The building used by the Confucius Institute at Stockholm University [Photo/Stockholm University]
Stockholm University's recent announcement that it will close the Confucius Institute on its campus this June has sparked heated public debate.
As a cultural institution teaching Chinese language and culture, the Confucius Institute has set up branches in 127 countries and regions over the past 10 years. It has been working very hard to become a bridge between China and other parts of the world and to serve as a cross-cultural communication platform.
Yet people have never stopped questioning its motives and actions. Their doubts mainly concern two issues: whether the institute hampers academic freedom and whether it is run by the Chinese government.
According to the Constitution and By-laws of the Confucius Institute, foreign universities hosting a Confucius Institute enjoy complete freedom over the branch's opening or closure. If a foreign university has the intent to open a Confucius Institute, it can apply to the institute's headquarters in China. When the application is approved, a committee composed of members from both the headquarters and the host university will be established to run the branch jointly. The everyday operations of the branch, including personnel management and financial management, are overseen by the host university, while the Chinese side is only responsible for helping the university devise a development plan and budget in addition to facilitating teachers' and volunteers' communication with people in China. From this arrangement, we can see that the headquarters has little influence on the individual branches' daily operations and therefore has no say in the host universities' academic activities. Therefore, it's impossible for a Confucius Institute's presence to hamper or even affect the level of academic freedom at the host university.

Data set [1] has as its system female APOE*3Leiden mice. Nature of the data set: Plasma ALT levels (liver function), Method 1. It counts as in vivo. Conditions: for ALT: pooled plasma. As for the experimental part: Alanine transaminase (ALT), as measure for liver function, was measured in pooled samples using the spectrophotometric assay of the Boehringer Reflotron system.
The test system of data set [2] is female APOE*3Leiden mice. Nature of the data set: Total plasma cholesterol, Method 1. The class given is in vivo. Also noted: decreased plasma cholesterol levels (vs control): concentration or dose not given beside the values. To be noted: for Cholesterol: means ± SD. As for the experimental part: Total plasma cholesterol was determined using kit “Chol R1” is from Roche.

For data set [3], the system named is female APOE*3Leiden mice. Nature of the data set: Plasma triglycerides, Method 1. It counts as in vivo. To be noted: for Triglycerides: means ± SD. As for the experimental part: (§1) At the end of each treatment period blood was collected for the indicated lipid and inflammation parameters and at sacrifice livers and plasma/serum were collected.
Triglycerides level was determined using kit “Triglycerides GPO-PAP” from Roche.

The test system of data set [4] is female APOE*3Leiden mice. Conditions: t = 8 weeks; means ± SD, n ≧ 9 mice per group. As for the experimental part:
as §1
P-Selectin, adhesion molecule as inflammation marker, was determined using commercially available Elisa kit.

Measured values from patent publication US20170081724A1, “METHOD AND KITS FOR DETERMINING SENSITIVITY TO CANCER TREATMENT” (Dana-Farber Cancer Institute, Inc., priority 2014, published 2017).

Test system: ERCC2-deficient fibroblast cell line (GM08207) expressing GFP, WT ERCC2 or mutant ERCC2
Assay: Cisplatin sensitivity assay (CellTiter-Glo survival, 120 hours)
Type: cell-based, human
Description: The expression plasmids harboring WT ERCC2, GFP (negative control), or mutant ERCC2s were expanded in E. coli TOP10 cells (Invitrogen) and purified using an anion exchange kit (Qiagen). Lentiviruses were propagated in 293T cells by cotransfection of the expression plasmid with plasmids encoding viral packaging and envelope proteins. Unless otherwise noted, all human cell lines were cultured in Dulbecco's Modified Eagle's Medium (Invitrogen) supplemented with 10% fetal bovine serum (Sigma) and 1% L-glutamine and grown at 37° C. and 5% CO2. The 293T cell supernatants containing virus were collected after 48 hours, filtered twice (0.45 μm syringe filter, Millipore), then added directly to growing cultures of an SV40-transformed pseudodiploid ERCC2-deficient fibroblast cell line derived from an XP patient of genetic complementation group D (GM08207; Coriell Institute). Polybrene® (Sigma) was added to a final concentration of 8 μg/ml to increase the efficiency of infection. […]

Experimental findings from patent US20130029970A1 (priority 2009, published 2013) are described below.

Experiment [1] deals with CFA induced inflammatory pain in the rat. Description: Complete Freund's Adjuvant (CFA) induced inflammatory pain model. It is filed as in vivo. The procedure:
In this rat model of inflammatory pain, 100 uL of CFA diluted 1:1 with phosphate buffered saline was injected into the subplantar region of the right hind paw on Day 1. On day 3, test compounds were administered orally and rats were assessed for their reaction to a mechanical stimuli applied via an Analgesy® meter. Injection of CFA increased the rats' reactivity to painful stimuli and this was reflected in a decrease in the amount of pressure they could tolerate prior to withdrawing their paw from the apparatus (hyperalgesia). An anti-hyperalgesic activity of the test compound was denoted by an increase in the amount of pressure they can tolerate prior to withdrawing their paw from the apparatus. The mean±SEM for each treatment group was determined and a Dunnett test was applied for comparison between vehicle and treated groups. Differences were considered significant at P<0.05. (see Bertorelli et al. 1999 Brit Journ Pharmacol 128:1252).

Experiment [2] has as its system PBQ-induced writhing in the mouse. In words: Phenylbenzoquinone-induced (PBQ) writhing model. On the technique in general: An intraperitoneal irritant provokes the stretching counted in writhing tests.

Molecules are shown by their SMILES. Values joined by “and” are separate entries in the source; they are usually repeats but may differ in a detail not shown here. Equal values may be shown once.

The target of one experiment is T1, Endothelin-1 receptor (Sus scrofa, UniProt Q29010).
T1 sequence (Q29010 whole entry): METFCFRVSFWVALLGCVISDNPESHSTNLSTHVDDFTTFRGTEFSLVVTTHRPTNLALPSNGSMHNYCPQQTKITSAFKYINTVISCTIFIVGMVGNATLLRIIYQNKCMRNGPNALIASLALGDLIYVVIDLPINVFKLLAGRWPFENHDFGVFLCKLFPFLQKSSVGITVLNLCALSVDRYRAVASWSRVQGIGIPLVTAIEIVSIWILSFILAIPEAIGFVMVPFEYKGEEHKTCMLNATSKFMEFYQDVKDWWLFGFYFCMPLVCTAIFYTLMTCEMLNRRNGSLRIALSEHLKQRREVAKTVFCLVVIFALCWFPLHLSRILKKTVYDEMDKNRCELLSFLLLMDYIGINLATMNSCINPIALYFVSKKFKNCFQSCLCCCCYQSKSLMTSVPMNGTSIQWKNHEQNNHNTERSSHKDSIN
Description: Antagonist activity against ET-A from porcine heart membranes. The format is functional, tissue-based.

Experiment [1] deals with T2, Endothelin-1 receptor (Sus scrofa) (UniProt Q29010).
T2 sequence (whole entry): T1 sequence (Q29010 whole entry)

It's true that the Confucius Institute Headquarters (Hanban) is a public institution under the Chinese Ministry of Education committed to providing Chinese language and cultural teaching resources and services worldwide. Perhaps that's why people doubt its background. But in fact, when the Confucius Institute was established, it borrowed from the experience of many Western cultural institutions such as the Alliance Française, the British Council and the Goethe-Institut. Its branches all over the world don't report to the Chinese government or the headquarters, and they are certainly not overseas offices of the Chinese government. They belong to the country where they are located. For example, a Confucius Institute in the United States is an American institution, not a Chinese one. Nonetheless, the Confucius Institute is still surrounded by controversies and needs to reflect on the reasons for this. In the future, it should arouse the interest and keep the enthusiasm of overseas people, universities, social organizations and even governments.
To be frank, the Confucius Institute has many problems with textbooks, course arrangements and teachers' qualifications. For example, some teachers at certain institutes like to spoon-feed students as they are used to doing in China, but that's not how things work in those countries. This makes students lose interest. In regard to textbooks, although the Confucius Institute is working very hard to cover as many topics as possible - including poetry, calligraphy, traditional Chinese medicine and traditional crafts - one can't expect local students to appreciate and understand every aspect of the extensive and complex culture of China. Many current textbooks contain content that are not well-suited to local students. The Confucius Institute also needs to learn from its past experience in operations, branding, expansion and cooperation. The recent setbacks it has suffered have exposed the notable gap between the institute and the more fully developed cross-cultural communication institutions. In the future, the institute should focus on improving its quality. Chinese President Xi Jinping once said that the Confucius Institute belongs to China as well as to the world. As a cross-cultural communication institution, I'm sure it will constantly improve itself and win the recognition of the world.
The writer is also Vice Director of the Foreign Affairs Committee, the National Committee of the Chinese People's Political Consultative Conference (CPPCC).
The article was written in Chinese and translated by Chen Xia.
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